WASHINGTON — The Foreign Relations Committee is hardly the most popular Senate panel. Many senators shun what they see as all talk and no action -- no pork-barrel projects for constituents or popular tax cuts to write into law.
But it was on this somewhat esoteric panel that the fast-rising junior senator from Illinois, Barack Obama, forged a relationship with his future running mate, Sen. Joe Biden of Delaware.
Perhaps oddly, it was the committee's senior Republican, Sen. Richard G. Lugar of Indiana, who helped foster the friendship between the two Democrats.
In his 2004 Senate campaign, Obama emphasized the need to safeguard nuclear stockpiles in the former Soviet Union. It happened to be a signature issue for Lugar, then the chairman. So when Obama arrived in Washington, Lugar encouraged him to join the committee.
Within a few months, the committee's most senior Republican and most junior Democrat traveled together to Russia, Azerbaijan and Ukraine. They toured ramshackle laboratories and nuclear storage sites. They were detained at one point by Russian officials and returned home to co-write a bill expanding safeguards. They even gave a joint speech at the Council on Foreign Relations.
"Lugar was surprised that he was willing to craft such a serious bill without much potential for media attention," said a senior Democratic leadership aide, who spoke on condition of anonymity, as did others, because they were not authorized to discuss the matter publicly. "What Lugar's staff felt was that Obama was more substantive than he expected."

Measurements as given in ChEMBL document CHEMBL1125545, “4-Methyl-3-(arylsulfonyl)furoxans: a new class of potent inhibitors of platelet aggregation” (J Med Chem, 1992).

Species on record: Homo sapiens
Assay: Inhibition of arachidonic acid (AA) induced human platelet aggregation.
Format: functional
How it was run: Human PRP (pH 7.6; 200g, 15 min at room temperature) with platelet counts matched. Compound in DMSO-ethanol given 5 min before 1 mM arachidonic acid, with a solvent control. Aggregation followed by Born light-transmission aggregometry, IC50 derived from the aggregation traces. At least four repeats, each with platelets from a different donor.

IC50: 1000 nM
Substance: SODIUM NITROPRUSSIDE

Lugar, it seems, was grateful for the backing from the young senator with rock star popularity. And Biden, like many of the Senate's senior Democrats, was taken by Obama's unexpected seriousness.
"The nuclear proliferation trip with Lugar got Biden's attention. Biden is enough old school and he's been around the Senate long enough that he can spot someone he needs to pay attention to," the senior Democratic aide said. "For Biden, that was the moment."
Former Sen. Lincoln Chafee (R-R.I.), who also sat on the committee, said the men developed a good working relationship in part because Obama respected the expertise of senior members.
"He's a good learner," said Chafee, who has endorsed Obama. "He keeps his ears open."
In 2006, Democrats won control of the Senate and Biden became chairman of the Foreign Relations Committee, allowing the up-and-coming Obama to learn about his strengths and weaknesses. Committee sessions gave Biden a stage to demonstrate his formidable mastery of foreign policy. But they also provided a forum for Biden's renowned long-windedness.
As a junior committee member, Obama sat through many of Biden's off-the-cuff speeches, as well as those from other senators. When Obama's turn came, many other senators would be gone, and the witness would be tired.
But Biden was usually there, listening to what Obama had to say.
"There are always a few members who talk because they like the sound of their voice. They don't ask good questions and don't listen to what came before so they ask the same question. Obama always seemed to take a new tack," a former Biden aide recalled.
It would be too much to say that the two became close friends. After all, both men spent little time in Washington outside of Senate meetings, traveling home to be with their families.
"He is not the kind of guy who does the Washington cocktail party circuit," an Obama Senate staffer said.
But as they worked through contentious issues, the two developed a deep respect, aides said.
Obama "didn't have to learn at Biden's feet about issues," the former Biden aide said. "Biden likes the people who take seriously the institution of the Senate and the way it works, and who are serious about getting things done."
Apparently, the feeling was mutual.
"I have seen this man work," Obama said Saturday as he announced that Biden would be his running mate.
"I have sat with him as he chairs the Senate Foreign Relations Committee and been by his side on the campaign trail. And I can tell you that Joe Biden gets it."